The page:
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topic 752

Chrome removal from motorcycle wheel rims


(1998)

Q. I have some wheel rims from a motorcycle that have a chrome ring on the outer part of the wheel. This chrome ring is peeling off and I would like to know if there is a way to remove this chrome ring from the wheel and not get into a major project.

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Also if anybody cares, I have found a cheap way to make your own Dremel [linked by editor to product info at Amazon] attachments for cleaning metal. First you take the Dremel attachment that is used for cutting wheels. In place of a cutting wheel you take a scotchbrite pad and cut out 2 or 3, inch and a half squares. You put a center hole in the pads and screw them to your Dremel attachment. They will wear into a circle when you use them. They work better than any attachment I have bought and only cost pennies. And do not forget safety glasses.

John Cabral II

(1998)

Although we call them 'chrome plated', John, the chrome is only millionths of an inch thick; what you are probably seeing is the nickel plating peeling. If you would like to understand this better, you might enjoy our "Chrome Plating FAQ".

As a minimum you need to blast off the loose nickel, then MAYBE what is left can be stripped of chrome, reactivated, and plated. But frankly I doubt the results, and it will probably look quite bad. The right thing to do is completely strip the nickel, polish and buff, and start over. This probably involves using a cyanide-based nickel stripper that only industrial facilities will be able to obtain. Sorry, but there may be no easy way to fix it.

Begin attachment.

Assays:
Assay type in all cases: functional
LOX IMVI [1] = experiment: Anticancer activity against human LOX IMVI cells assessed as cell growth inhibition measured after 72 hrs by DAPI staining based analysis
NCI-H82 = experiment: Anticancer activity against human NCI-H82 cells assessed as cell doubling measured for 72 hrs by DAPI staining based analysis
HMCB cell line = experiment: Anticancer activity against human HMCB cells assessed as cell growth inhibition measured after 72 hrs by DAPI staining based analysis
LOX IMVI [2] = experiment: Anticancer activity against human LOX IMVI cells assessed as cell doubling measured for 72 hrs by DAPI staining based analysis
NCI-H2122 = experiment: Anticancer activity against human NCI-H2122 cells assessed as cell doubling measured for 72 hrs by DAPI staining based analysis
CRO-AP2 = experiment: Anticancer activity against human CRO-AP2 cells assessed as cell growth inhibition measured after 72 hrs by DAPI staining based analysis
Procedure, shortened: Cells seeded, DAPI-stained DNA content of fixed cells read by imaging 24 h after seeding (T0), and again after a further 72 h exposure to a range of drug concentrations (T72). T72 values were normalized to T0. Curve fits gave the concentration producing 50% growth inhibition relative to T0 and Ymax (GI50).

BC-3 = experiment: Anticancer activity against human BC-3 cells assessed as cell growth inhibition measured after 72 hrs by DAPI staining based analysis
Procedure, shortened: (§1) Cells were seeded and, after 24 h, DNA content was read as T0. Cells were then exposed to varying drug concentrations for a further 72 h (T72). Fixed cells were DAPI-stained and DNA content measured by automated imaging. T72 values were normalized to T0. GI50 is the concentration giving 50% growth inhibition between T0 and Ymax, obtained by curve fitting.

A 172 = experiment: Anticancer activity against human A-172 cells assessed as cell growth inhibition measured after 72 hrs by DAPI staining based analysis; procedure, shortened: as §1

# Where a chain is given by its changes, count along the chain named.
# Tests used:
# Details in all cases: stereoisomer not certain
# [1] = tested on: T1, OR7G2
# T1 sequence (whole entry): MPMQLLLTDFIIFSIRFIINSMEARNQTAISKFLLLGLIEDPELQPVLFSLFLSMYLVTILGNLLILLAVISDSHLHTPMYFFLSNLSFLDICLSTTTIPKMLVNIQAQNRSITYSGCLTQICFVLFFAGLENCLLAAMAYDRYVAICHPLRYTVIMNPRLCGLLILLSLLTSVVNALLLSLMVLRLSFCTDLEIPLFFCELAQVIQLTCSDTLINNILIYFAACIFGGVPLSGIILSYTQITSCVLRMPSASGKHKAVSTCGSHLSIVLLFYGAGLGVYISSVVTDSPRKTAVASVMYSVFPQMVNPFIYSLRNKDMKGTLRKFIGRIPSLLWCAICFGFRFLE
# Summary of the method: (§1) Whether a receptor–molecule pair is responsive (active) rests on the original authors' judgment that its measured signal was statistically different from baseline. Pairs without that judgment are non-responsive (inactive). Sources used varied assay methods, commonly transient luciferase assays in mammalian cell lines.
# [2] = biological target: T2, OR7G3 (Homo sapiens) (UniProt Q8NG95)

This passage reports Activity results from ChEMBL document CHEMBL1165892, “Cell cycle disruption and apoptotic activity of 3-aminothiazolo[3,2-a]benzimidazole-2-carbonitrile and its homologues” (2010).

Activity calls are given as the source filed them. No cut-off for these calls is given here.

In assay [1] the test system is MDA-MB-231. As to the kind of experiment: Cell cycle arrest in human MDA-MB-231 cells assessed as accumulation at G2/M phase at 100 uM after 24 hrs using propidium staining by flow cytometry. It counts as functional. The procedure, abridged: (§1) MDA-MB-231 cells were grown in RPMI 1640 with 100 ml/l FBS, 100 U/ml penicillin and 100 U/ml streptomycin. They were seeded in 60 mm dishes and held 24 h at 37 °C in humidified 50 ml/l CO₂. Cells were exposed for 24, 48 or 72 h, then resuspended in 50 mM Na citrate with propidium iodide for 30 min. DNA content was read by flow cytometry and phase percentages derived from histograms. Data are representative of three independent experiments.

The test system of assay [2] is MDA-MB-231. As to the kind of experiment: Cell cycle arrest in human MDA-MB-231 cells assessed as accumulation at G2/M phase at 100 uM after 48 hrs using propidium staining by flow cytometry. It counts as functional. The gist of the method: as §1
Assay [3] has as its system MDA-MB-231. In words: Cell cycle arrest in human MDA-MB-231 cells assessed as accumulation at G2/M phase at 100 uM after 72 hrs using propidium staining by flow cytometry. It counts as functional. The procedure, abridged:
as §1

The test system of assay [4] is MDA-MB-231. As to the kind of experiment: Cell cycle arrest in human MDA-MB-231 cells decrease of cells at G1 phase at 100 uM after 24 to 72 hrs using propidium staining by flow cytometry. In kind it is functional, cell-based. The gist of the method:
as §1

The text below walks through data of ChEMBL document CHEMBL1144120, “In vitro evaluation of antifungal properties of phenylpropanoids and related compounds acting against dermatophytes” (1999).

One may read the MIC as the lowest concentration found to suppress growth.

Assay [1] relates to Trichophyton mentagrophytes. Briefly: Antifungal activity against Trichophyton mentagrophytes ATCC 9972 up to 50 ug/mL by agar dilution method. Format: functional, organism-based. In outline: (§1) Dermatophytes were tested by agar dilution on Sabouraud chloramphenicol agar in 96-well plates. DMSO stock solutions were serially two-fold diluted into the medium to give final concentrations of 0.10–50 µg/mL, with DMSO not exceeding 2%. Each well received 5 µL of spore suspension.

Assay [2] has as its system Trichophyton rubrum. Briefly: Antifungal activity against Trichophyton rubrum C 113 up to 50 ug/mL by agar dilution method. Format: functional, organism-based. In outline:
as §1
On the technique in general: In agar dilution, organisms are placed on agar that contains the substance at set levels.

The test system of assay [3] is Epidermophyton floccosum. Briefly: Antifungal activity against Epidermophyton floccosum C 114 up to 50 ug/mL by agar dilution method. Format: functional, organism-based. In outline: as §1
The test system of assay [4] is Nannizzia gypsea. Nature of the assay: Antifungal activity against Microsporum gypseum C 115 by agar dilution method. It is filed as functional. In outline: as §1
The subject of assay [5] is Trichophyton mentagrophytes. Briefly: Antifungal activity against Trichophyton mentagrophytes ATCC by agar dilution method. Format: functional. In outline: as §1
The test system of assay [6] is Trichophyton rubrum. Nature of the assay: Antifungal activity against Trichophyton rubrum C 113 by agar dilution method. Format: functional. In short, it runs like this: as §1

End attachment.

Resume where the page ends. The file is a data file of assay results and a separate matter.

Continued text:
Ted Mooney, finishing.com Teds signature
Ted Mooney, P.E. RET
finishing.com
Pine Beach, New Jersey


(2000)

I was wondering how to remove the chrome from a golf club I have, thank you.

Sam Steen
- Belle Fourche, South Dakota


(2000)

The best way to do it, Sam, may be to find a "plating shop" and bring your golf club in :-)

You can get Muriatic Acid [linked by editor to product info at Amazon], and if you observe proper safety precautions goggles [linked by editor to product info at Amazon], protective gloves [linked by editor to product info at Amazon], etc.) you could remove the chrome. But as discussed above, it's probably really the nickel that you want to remove, and there's no chemical way you can do that without regulated cyanide chemicals or a proprietary chemical that the manufacturer may be unwilling to ship to a residential address. But sandblasting might be applicable if the blast operator has a craftsman's touch. Good luck.

Ted Mooney, finishing.com
Teds signature
Ted Mooney, P.E. RET
finishing.com
Pine Beach, New Jersey



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